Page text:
Stephen Halliday: Unfair to criticise SPL in Hearts wages saga

NO-ONE ever became a football administrator in order to try and attain a level of popularity.

NO-ONE ever became a football administrator in order to try and attain a level of popularity.

While criticism from all quarters is simply an inevitable part of the job, SPL chief executive Neil Doncaster is entitled to feel a degree of bemusement at some of the irrational reaction over the past few days to his organisation’s involvement in Hearts’ repeated failure to pay their players on time.

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When it first emerged that the Tynecastle club were late with the salaries in October and November, there was widespread condemnation of the SPL’s perceived unwillingness to take action. They were accused of standing idly by while the Hearts players experienced a circumstance which no employee in any line of work would be happy to accept.

Those criticising the SPL did so in ignorance of the fact Doncaster and his fellow board members were powerless to become involved in the issue until they received a formal complaint from the players concerned.

As soon as they finally received a protest via PFA Scotland on behalf of 14 of Hearts’ first-team squad in December, the SPL convened the hearing which ordered the club to rectify the situation on several counts.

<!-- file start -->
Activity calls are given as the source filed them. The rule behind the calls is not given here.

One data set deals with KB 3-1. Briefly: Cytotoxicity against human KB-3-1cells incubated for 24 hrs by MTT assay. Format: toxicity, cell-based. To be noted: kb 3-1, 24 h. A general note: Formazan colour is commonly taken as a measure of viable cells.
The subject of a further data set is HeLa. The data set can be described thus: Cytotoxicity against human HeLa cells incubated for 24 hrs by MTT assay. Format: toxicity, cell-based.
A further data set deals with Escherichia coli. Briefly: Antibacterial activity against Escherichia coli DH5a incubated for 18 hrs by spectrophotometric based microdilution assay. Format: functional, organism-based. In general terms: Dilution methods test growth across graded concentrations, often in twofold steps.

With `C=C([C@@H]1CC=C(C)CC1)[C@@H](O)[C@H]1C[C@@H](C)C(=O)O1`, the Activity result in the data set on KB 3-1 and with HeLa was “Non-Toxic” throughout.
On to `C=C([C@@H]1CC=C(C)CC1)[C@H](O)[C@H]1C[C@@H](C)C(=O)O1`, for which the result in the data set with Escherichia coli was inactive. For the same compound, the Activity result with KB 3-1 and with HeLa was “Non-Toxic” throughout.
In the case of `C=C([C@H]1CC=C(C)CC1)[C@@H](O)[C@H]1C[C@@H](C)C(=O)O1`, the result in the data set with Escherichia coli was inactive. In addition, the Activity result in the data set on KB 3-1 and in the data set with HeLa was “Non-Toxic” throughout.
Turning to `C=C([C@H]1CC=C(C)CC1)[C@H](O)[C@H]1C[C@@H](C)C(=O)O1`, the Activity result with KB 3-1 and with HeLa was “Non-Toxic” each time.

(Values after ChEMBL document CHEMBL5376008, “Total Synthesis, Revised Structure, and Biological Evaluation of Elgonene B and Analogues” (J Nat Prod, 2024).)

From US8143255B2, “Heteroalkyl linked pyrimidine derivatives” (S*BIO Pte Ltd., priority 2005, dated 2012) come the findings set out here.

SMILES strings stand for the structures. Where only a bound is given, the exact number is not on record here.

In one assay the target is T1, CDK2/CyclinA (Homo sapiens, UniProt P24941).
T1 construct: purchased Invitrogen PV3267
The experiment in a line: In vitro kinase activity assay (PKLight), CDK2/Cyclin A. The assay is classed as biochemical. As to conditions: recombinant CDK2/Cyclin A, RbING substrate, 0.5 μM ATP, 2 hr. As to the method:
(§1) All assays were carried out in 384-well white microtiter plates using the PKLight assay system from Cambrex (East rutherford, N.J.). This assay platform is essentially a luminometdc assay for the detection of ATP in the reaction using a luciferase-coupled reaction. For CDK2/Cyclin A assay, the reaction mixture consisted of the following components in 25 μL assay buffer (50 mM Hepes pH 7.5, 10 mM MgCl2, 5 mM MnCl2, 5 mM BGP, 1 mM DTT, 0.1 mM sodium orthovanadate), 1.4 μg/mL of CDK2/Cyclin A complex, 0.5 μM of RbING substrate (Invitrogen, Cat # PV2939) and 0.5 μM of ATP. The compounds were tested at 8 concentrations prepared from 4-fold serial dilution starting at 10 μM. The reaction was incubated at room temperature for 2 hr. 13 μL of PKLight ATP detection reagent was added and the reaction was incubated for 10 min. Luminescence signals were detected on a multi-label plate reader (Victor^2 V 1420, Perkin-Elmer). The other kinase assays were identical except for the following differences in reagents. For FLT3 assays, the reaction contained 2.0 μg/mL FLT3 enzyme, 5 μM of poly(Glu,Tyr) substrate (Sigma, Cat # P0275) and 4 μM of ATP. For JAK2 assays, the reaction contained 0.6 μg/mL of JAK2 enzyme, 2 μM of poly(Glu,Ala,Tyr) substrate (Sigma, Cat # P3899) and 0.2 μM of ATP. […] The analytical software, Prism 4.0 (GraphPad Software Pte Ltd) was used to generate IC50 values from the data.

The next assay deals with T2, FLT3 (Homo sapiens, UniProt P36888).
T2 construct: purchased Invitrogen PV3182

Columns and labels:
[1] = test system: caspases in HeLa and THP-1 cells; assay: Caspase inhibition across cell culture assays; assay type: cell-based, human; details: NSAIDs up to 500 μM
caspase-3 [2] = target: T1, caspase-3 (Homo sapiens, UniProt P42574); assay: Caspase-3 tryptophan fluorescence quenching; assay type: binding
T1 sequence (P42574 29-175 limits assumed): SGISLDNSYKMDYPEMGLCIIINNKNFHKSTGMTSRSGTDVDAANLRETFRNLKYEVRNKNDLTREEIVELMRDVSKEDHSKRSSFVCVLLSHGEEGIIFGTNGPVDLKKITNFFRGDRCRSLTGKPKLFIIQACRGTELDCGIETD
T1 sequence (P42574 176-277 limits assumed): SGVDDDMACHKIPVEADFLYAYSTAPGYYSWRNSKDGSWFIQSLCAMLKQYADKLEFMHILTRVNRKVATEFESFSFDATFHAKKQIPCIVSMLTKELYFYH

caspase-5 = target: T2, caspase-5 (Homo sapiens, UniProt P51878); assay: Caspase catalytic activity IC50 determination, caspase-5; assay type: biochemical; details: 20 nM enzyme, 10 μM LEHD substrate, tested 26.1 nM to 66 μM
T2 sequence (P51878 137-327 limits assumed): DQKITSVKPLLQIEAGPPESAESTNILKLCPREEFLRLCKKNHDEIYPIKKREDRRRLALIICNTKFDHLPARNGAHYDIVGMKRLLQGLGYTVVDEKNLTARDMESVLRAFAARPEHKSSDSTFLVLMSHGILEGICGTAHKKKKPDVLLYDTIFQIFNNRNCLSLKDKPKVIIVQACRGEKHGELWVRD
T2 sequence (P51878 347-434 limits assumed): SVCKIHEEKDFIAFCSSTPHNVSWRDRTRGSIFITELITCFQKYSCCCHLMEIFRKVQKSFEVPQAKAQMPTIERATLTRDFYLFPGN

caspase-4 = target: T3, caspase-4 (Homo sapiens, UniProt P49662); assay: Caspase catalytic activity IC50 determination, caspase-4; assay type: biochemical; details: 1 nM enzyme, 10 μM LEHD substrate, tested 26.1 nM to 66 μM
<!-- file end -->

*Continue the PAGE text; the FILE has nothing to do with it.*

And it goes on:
Included among the directives was the prompt payment of the players on 16 January.

Whether Hearts missed that deadline by several hours or several days is irrelevant. The fact is that many of their players could not, yet again, access their wages last week on the day they should have done.

However, the SPL, having previously been accused of not taking the issue of unpaid wages seriously enough, suddenly found themselves labelled as unreasonable and vindictive for charging Hearts with a breach of their rules which will be subject to a further hearing.

The likelihood of a points deduction being the punishment handed out to Hearts is remote. A censure or small fine is the more likely outcome.

Whatever Doncaster and his colleagues decide, however, it should be remembered that Vladimir Romanov is the only one guilty of unacceptable conduct in this instance.

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